The Selling Ends: Foreign Central Banks Buy The Most Treasuries In Over Two Years

Over half a year after we first reported last August that foreign official institutions - central banks, sovereign wealth funds and reserve managers - are liquidating US Trasuries in record amounts, a process that only accelerated into last month when official entities sold a record $405 billion in US paper in the LTM period, Bloomberg decided to catch up to the topic with "America’s Biggest Creditors Dump Treasuries in Warning to Trump."

Well, not so fast, because as we also warned last month, based on more concurrent data from the Fed, showing Treasuries held in custody, the selloff most likely peaked in November, as December was a month in which foreigners were actively buying, not selling Treasuries.

Moments ago, data released by Treasury International Capital confirmed this, when it showed that in December after 12 consecutive months of selling by foreign official institutions amounting to $405 billion, in December the selling finally reversed, and foreign central banks added $18.6 billion in Treasuries, the single biggest monthly purchase of US paper since June of 2014....

... pushing total LTM sales by $67 billion higher to $338 billion.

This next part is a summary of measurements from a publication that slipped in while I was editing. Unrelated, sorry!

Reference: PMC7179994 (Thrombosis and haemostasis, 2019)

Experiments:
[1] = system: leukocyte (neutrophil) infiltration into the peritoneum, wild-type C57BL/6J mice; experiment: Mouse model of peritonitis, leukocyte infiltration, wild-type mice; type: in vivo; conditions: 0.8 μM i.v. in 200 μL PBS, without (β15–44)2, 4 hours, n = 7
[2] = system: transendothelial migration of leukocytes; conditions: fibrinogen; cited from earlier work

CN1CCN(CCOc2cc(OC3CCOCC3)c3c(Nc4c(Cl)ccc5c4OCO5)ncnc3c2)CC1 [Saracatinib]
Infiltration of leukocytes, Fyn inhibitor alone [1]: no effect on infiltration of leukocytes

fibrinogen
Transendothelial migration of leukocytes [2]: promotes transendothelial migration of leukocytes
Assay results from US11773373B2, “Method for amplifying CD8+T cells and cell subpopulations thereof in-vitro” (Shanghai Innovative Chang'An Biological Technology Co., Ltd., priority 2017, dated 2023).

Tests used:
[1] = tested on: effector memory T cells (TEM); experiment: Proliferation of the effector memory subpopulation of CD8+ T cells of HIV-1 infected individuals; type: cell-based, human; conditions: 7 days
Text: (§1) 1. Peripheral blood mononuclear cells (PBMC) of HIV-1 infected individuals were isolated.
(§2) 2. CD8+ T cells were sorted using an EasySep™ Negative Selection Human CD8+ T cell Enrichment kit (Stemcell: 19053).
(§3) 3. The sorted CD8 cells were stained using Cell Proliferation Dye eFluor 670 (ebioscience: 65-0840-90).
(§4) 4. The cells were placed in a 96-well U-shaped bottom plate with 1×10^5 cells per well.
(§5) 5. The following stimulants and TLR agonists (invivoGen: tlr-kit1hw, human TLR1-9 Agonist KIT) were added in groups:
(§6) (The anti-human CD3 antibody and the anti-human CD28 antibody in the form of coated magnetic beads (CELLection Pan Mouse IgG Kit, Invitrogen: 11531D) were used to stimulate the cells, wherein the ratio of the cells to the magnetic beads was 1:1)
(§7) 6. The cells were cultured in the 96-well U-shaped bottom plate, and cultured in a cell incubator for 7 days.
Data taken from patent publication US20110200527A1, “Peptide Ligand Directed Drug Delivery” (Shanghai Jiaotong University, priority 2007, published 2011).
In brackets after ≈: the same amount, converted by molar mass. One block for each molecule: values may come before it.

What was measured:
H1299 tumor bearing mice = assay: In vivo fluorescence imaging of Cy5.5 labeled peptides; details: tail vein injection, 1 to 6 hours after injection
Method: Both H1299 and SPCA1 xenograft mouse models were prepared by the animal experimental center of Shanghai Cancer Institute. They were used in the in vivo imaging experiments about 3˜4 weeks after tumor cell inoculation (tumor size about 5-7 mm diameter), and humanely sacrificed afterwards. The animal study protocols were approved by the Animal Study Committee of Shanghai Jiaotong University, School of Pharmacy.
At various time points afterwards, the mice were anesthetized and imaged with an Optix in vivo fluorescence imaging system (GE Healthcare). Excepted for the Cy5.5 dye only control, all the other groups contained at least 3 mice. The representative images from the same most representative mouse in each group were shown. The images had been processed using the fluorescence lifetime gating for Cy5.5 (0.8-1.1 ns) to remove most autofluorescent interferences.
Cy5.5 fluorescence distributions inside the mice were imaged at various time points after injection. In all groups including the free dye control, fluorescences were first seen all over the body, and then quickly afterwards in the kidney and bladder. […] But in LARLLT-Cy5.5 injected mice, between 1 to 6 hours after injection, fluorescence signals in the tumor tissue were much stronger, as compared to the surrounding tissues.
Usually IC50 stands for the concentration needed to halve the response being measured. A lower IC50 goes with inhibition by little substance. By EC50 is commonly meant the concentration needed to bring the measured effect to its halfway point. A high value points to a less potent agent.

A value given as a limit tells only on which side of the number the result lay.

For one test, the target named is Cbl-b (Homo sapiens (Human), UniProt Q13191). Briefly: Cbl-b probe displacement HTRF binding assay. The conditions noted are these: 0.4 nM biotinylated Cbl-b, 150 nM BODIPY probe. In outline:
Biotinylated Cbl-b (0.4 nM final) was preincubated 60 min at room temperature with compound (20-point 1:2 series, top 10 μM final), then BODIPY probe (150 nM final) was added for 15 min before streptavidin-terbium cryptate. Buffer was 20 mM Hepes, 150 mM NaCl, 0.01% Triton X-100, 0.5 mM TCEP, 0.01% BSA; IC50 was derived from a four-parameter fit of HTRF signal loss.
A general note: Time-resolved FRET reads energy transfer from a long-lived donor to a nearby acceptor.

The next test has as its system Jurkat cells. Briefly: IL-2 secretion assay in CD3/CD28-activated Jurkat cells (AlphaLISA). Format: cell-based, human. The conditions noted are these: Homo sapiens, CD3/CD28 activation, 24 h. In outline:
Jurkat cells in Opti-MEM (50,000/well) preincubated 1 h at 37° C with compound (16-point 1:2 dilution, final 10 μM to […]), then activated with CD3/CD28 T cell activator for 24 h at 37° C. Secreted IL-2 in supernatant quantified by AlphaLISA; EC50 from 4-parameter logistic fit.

The flipside to this buying, however, is that while official accounts were waving it in, foreign private accounts, i.e., corporate institutional and retail investors were selling. In fact, in December they sold $40.4 billion in Treasurys, the single largest monthly amount going back to April.

Furthermore, with all eyes on China, it was Japan where the action was because as reported earlier this week using Japanese government data, in the last month of the year Japan sold $21 billion in TSYs: the biggest net selling since May 2013.

Today's TIC confirmed as much, because while China actually added $9 billion in Treasurys, pushing its total from a 5 year low to $1,058.4 billion, it was Japan - the (recently) largest US creditor - that sold some $18 billion in US paper, bringing its total below $1.1 trillion for the first time in over a year, or $1,090.8 billion to be precise.

Still, despite Japan's selling, it was everyone else who chipped in, and in December, the report of major foreign holders showed a rebound in the total foreign holdings, which had recently dropped to a 5 years low of $5.944 trillion, back over six trillion or $6,003.9 billion to be precise. And, of this number, it was the foreign official holdings, i.e., foreign central banks, that saw the biggest rebound, rising from $3,770.5 billion to $3,814.1 billion.

So is the selling over? Probably not: while custody holdings rebounded in December by almost $60 billion, the selling has since resumed and at last check total Treasury holdings were back down to $2.848 trillion, with the recent jump in 10Y yields hardly serving as a solid basis for foreign official buyers to step in front of what may soon be an inflationary steamroller.